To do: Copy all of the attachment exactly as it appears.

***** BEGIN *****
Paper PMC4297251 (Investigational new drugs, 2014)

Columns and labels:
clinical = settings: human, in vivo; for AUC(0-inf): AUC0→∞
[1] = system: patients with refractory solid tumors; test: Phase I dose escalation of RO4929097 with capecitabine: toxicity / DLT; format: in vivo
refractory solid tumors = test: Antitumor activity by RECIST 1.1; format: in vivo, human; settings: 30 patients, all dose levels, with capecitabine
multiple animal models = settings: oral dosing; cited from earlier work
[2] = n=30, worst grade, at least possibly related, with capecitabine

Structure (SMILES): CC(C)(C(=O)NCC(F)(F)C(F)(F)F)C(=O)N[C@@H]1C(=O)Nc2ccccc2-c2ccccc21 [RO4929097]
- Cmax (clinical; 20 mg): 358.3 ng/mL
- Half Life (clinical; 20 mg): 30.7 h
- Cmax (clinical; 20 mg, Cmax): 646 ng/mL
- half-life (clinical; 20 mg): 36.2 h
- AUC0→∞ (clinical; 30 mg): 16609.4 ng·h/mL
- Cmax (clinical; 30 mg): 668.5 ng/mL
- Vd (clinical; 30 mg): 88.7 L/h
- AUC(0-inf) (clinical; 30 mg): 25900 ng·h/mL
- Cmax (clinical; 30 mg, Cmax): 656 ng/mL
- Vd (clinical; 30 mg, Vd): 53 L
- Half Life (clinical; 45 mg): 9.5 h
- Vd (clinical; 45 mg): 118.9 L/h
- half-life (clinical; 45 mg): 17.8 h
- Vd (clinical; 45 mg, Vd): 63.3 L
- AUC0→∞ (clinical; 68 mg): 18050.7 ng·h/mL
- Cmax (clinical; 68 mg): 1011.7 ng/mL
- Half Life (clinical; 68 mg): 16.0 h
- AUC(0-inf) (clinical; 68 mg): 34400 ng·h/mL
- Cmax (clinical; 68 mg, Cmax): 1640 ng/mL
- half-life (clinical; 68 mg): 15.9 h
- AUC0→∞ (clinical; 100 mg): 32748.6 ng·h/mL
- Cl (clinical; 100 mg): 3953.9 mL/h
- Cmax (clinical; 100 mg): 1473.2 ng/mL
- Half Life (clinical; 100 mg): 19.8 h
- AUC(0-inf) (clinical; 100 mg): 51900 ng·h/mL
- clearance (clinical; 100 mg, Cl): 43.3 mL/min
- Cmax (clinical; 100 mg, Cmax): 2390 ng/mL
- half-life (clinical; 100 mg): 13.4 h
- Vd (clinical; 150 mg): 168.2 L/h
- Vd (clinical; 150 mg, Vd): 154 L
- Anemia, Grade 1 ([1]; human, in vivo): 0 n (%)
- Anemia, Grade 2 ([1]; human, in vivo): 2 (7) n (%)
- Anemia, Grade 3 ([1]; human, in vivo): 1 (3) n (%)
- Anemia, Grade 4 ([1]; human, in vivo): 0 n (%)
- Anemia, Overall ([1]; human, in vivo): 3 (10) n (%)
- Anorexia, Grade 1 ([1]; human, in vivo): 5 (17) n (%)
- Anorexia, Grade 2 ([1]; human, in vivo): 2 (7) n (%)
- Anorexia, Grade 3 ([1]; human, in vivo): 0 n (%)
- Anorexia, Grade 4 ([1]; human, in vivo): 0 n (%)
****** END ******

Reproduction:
Paper PMC4297251 (Investigational new drugs, 2014)

Columns and labels:
clinical = settings: human, in vivo; for AUC(0-inf): AUC0→∞
[1] = system: patients with refractory solid tumors; test: Phase I dose escalation of RO4929097 with capecitabine: toxicity / DLT; format: in vivo
refractory solid tumors = test: Antitumor activity by RECIST 1.1; format: in vivo, human; settings: 30 patients, all dose levels, with capecitabine
multiple animal models = settings: oral dosing; cited from earlier work
[2] = n=30, worst grade, at least possibly related, with capecitabine

Structure (SMILES): CC(C)(C(=O)NCC(F)(F)C(F)(F)F)C(=O)N[C@@H]1C(=O)Nc2ccccc2-c2ccccc21 [RO4929097]
- Cmax (clinical; 20 mg): 358.3 ng/mL
- Half Life (clinical; 20 mg): 30.7 h
- Cmax (clinical; 20 mg, Cmax): 646 ng/mL
- half-life (clinical; 20 mg): 36.2 h
- AUC0→∞ (clinical; 30 mg): 16609.4 ng·h/mL
- Cmax (clinical; 30 mg): 668.5 ng/mL
- Vd (clinical; 30 mg): 88.7 L/h
- AUC(0-inf) (clinical; 30 mg): 25900 ng·h/mL
- Cmax (clinical; 30 mg, Cmax): 656 ng/mL
- Vd (clinical; 30 mg, Vd): 53 L
- Half Life (clinical; 45 mg): 9.5 h
- Vd (clinical; 45 mg): 118.9 L/h
- half-life (clinical; 45 mg): 17.8 h
- Vd (clinical; 45 mg, Vd): 63.3 L
- AUC0→∞ (clinical; 68 mg): 18050.7 ng·h/mL
- Cmax (clinical; 68 mg): 1011.7 ng/mL
- Half Life (clinical; 68 mg): 16.0 h
- AUC(0-inf) (clinical; 68 mg): 34400 ng·h/mL
- Cmax (clinical; 68 mg, Cmax): 1640 ng/mL
- half-life (clinical; 68 mg): 15.9 h
- AUC0→∞ (clinical; 100 mg): 32748.6 ng·h/mL
- Cl (clinical; 100 mg): 3953.9 mL/h
- Cmax (clinical; 100 mg): 1473.2 ng/mL
- Half Life (clinical; 100 mg): 19.8 h
- AUC(0-inf) (clinical; 100 mg): 51900 ng·h/mL
- clearance (clinical; 100 mg, Cl): 43.3 mL/min
- Cmax (clinical; 100 mg, Cmax): 2390 ng/mL
- half-life (clinical; 100 mg): 13.4 h
- Vd (clinical; 150 mg): 168.2 L/h
- Vd (clinical; 150 mg, Vd): 154 L
- Anemia, Grade 1 ([1]; human, in vivo): 0 n (%)
- Anemia, Grade 2 ([1]; human, in vivo): 2 (7) n (%)
- Anemia, Grade 3 ([1]; human, in vivo): 1 (3) n (%)
- Anemia, Grade 4 ([1]; human, in vivo): 0 n (%)
- Anemia, Overall ([1]; human, in vivo): 3 (10) n (%)
- Anorexia, Grade 1 ([1]; human, in vivo): 5 (17) n (%)
- Anorexia, Grade 2 ([1]; human, in vivo): 2 (7) n (%)
- Anorexia, Grade 3 ([1]; human, in vivo): 0 n (%)
- Anorexia, Grade 4 ([1]; human, in vivo): 0 n (%)